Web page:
Conducted by Capt. Obvious
Obvious: Congratulations on the release of your wonderful new album Forget The Night Ahead. While it’s still a noisy album, it seems to be more complex structurally and more melody driven. Was this a conscious decision and do you see your future material moving in that direction?
Graham: First of all, thank you for your kind words on our new record. The songs on Fourteen Autumns & Fifteen Winters were the first songs we had ever written together so I think it wasn’t as much a conscious decision but more of a natural progression. We knew we wanted to balance the noise with the melody to compliment each other. We always start off by making sure we have the song written first then we layer up the noise and other instrumentation.
Obvious: While vague, some of the lyrical content on your first album Fourteen Autumns & Fifteen Winters pointed towards a traumatic childhood. Have family members ever asked about the meaning of your songs?
Graham: To be honest, the songs on the first album were about me, my friends and family, and the actions of others around us that effected us in some sort of way. A lot of people have asked me about my lyrics and I haven’t told anyone. A few people have commented that I must have some sort of bad relationship with my family, but it’s the exact opposite. I have the best relationship with them and they support the band 100%. My parents have asked me what the songs are about but I told them not to worry. They don’t reflect badly on them.
Obvious: Martin Docherty, formerly of Aereogramme, has been playing keyboard and some guitar for you during live shows. How has having an extra member changed the way you approach your live performances and will Dok become a permanent member of The Twilight Sad?
Graham: It has given Andy a lot more freedom to focus on the main guitar parts as before he was playing two or three parts at a time. Dok plays the guitar, organ, and loops, so it fills out the sound a lot more than the early days when it was just the four of us. We knew we needed someone else to be in the live band as we knew we couldn’t play the new songs on our own and we were just lucky that Dok was around and a fan of the band and most importantly he was also a friend so we knew he would fit in. At the moment Dok is in the live band and we haven’t really talked about him joining the band as we have been so busy, but I’m sure when we get the time to discuss it, it will get sorted as he is very much a big part of this band now.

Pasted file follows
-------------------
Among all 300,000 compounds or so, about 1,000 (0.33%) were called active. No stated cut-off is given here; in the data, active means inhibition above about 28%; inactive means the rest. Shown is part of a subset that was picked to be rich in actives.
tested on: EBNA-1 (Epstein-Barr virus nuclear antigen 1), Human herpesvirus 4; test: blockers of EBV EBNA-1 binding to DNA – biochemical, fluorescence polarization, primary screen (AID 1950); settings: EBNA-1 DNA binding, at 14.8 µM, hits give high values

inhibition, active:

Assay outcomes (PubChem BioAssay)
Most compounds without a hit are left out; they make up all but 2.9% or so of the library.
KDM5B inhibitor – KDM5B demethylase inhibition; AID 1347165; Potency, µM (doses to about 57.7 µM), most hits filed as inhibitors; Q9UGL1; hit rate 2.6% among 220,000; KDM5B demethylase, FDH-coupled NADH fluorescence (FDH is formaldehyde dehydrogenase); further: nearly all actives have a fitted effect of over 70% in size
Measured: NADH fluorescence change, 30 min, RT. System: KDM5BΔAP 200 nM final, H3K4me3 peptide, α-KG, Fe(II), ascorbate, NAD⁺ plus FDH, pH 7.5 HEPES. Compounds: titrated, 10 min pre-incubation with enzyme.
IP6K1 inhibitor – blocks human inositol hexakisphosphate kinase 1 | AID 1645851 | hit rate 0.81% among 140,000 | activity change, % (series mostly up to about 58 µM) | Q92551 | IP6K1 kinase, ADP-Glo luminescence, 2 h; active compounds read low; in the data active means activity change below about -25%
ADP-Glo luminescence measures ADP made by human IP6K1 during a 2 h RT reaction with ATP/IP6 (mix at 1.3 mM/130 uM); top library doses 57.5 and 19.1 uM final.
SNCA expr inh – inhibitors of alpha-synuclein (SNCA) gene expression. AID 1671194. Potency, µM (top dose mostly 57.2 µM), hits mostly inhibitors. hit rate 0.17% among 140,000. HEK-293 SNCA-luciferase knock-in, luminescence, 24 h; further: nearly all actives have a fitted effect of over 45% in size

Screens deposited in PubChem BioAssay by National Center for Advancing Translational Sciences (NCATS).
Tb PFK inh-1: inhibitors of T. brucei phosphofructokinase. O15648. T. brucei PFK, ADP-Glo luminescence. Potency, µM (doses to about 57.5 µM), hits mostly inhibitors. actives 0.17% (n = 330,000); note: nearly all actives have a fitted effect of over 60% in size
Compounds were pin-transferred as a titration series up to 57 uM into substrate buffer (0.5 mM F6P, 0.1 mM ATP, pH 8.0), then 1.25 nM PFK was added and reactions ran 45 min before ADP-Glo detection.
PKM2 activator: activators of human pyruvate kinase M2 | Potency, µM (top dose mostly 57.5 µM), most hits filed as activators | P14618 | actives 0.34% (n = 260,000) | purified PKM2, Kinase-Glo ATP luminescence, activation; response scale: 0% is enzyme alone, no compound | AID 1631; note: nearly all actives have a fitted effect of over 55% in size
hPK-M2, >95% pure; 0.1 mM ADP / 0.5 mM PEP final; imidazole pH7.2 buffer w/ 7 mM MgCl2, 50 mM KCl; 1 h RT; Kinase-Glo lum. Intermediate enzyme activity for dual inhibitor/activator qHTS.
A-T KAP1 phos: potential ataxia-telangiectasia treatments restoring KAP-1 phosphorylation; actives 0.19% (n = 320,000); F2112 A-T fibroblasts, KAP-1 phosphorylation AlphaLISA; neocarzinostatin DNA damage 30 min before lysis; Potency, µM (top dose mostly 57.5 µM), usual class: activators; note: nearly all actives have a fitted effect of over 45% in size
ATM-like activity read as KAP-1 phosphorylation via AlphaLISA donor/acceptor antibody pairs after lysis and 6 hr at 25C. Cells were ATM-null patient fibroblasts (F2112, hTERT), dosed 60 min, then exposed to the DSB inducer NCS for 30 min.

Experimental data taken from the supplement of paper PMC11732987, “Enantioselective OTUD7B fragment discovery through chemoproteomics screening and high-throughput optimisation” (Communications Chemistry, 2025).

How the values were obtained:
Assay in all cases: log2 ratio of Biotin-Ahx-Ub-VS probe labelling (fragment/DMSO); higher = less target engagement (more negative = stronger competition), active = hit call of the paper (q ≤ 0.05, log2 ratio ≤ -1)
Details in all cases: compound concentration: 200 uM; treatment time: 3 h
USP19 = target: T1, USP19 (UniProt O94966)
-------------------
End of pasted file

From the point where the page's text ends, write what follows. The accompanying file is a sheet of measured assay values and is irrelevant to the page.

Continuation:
Obvious: You recently toured with Frightened Rabbit and We Were Promised Jetpacks (who you’re still touring with). How was it having an all-Scot tour?
Graham: Right now I’m sitting in Ann Arbor and we have 2 more gigs until we go home and I suppose it’s a good time to reflect on the past month and what’s happened. The first half of the tour was amazing as we were good friends with Frightened Rabbit and we haven’t had a lot of time to hang out back home as we have both been so busy. So it was great to drink, watch them play, and just hang out with them. The shows were nearly all sold out and it was just a good time all around. We didn’t really know the Jetpacks that well before coming over but they have become really good friends as well. They are one of the most consistent bands I have ever seen. They seem to kill it every night. The shows that we have headlined have been amazing too. They’ve nearly all sold out and for a small Scottish band from Glasgow that’s pretty mind-blowing for us. So there has been a lot of drinking and good times!
Obvious: After spending time with you and the other bands on your recent tour, I catch myself saying “You booze, you lose” in a feigned Scottish accent more than I’d like to admit. Have you picked up any lingo or mannerisms from fans on your latest American tour?
Graham: Not really. We just teach our American friends our fucked up ways of saying things. Esteban, our tour manager, Steven, our sound guy, and Terry, our bus driver, have slowly learned how to understand us. They have all now started using our Scottish slang in everyday life. As for “you booze, you lose,” that term is used a lot, especially when we’re Manky (Scottish word for drunk)!
Obvious: “I Became A Prostitute” is one of my favorite tracks off the new record. What’s your favorite synonym for a lady of the night? I’m partial to “harlot.”
Graham: Fuck, I don’t know! Eh, “whore” is probably the word that is used the most back home. I don’t really know too many as I don’t really hang around those parts of towns where these ladies do their business. Our bass player Craig is probably the best person to answer that question as he loves all ladies of different shapes, sizes, and professions.